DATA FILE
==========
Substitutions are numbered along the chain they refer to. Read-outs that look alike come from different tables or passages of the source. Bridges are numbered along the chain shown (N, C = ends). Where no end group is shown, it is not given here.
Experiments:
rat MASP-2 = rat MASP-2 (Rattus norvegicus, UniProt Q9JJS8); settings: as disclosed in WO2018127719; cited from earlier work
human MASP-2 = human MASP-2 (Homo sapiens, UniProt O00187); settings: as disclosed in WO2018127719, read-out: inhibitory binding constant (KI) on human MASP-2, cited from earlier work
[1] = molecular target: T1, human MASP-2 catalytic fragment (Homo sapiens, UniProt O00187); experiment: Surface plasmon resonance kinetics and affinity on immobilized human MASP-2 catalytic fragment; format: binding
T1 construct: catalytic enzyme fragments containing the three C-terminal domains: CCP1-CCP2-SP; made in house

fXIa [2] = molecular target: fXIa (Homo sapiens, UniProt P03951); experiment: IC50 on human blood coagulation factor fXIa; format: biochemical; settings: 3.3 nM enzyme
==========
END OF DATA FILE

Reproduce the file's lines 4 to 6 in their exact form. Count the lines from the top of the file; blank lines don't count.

human MASP-2 = human MASP-2 (Homo sapiens, UniProt O00187); settings: as disclosed in WO2018127719, read-out: inhibitory binding constant (KI) on human MASP-2, cited from earlier work
[1] = molecular target: T1, human MASP-2 catalytic fragment (Homo sapiens, UniProt O00187); experiment: Surface plasmon resonance kinetics and affinity on immobilized human MASP-2 catalytic fragment; format: binding
T1 construct: catalytic enzyme fragments containing the three C-terminal domains: CCP1-CCP2-SP; made in house